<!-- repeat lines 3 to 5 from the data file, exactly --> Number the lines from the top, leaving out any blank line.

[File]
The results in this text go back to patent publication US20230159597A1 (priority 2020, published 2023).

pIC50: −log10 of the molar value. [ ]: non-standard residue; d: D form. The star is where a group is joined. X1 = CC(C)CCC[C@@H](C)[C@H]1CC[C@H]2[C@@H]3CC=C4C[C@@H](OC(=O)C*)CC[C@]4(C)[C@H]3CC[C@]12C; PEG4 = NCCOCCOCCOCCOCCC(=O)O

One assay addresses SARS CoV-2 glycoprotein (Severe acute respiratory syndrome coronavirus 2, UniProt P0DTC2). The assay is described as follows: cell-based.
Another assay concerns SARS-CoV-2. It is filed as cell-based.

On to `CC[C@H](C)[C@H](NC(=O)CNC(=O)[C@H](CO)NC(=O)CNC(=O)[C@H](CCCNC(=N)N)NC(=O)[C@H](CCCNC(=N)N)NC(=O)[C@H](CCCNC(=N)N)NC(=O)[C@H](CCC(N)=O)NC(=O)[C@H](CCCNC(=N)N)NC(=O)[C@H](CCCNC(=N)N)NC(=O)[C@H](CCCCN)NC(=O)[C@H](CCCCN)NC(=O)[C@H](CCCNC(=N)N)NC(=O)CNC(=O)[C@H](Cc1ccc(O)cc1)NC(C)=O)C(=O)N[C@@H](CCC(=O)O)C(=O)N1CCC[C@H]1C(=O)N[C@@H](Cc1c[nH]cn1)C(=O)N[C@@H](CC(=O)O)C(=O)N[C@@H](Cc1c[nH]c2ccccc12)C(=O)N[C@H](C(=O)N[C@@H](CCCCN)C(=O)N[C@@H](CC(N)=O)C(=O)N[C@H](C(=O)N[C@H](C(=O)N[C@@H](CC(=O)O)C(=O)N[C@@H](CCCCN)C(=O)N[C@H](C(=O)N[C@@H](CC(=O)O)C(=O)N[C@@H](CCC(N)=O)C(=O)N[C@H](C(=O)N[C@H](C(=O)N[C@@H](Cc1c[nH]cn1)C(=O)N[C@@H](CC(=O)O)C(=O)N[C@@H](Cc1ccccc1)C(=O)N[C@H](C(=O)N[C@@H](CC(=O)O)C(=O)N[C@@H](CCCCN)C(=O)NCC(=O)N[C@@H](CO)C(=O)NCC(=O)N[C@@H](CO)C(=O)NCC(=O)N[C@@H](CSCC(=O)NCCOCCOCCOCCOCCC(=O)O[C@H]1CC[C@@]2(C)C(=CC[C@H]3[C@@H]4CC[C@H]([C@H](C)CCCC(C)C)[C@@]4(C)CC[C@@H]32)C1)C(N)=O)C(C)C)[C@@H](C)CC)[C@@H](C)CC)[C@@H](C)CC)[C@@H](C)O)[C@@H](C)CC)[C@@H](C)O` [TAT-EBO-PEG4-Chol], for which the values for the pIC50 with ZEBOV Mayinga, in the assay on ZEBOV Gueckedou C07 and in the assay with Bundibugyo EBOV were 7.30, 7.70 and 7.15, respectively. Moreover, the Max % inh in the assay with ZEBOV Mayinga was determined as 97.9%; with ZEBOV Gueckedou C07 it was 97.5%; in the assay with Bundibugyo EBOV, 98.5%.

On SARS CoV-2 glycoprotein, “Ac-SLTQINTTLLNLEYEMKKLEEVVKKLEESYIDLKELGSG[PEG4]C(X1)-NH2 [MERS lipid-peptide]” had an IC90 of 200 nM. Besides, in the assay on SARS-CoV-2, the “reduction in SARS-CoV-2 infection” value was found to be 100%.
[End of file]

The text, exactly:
One assay addresses SARS CoV-2 glycoprotein (Severe acute respiratory syndrome coronavirus 2, UniProt P0DTC2). The assay is described as follows: cell-based.
Another assay concerns SARS-CoV-2. It is filed as cell-based.

On to `CC[C@H](C)[C@H](NC(=O)CNC(=O)[C@H](CO)NC(=O)CNC(=O)[C@H](CCCNC(=N)N)NC(=O)[C@H](CCCNC(=N)N)NC(=O)[C@H](CCCNC(=N)N)NC(=O)[C@H](CCC(N)=O)NC(=O)[C@H](CCCNC(=N)N)NC(=O)[C@H](CCCNC(=N)N)NC(=O)[C@H](CCCCN)NC(=O)[C@H](CCCCN)NC(=O)[C@H](CCCNC(=N)N)NC(=O)CNC(=O)[C@H](Cc1ccc(O)cc1)NC(C)=O)C(=O)N[C@@H](CCC(=O)O)C(=O)N1CCC[C@H]1C(=O)N[C@@H](Cc1c[nH]cn1)C(=O)N[C@@H](CC(=O)O)C(=O)N[C@@H](Cc1c[nH]c2ccccc12)C(=O)N[C@H](C(=O)N[C@@H](CCCCN)C(=O)N[C@@H](CC(N)=O)C(=O)N[C@H](C(=O)N[C@H](C(=O)N[C@@H](CC(=O)O)C(=O)N[C@@H](CCCCN)C(=O)N[C@H](C(=O)N[C@@H](CC(=O)O)C(=O)N[C@@H](CCC(N)=O)C(=O)N[C@H](C(=O)N[C@H](C(=O)N[C@@H](Cc1c[nH]cn1)C(=O)N[C@@H](CC(=O)O)C(=O)N[C@@H](Cc1ccccc1)C(=O)N[C@H](C(=O)N[C@@H](CC(=O)O)C(=O)N[C@@H](CCCCN)C(=O)NCC(=O)N[C@@H](CO)C(=O)NCC(=O)N[C@@H](CO)C(=O)NCC(=O)N[C@@H](CSCC(=O)NCCOCCOCCOCCOCCC(=O)O[C@H]1CC[C@@]2(C)C(=CC[C@H]3[C@@H]4CC[C@H]([C@H](C)CCCC(C)C)[C@@]4(C)CC[C@@H]32)C1)C(N)=O)C(C)C)[C@@H](C)CC)[C@@H](C)CC)[C@@H](C)CC)[C@@H](C)O)[C@@H](C)CC)[C@@H](C)O` [TAT-EBO-PEG4-Chol], for which the values for the pIC50 with ZEBOV Mayinga, in the assay on ZEBOV Gueckedou C07 and in the assay with Bundibugyo EBOV were 7.30, 7.70 and 7.15, respectively. Moreover, the Max % inh in the assay with ZEBOV Mayinga was determined as 97.9%; with ZEBOV Gueckedou C07 it was 97.5%; in the assay with Bundibugyo EBOV, 98.5%.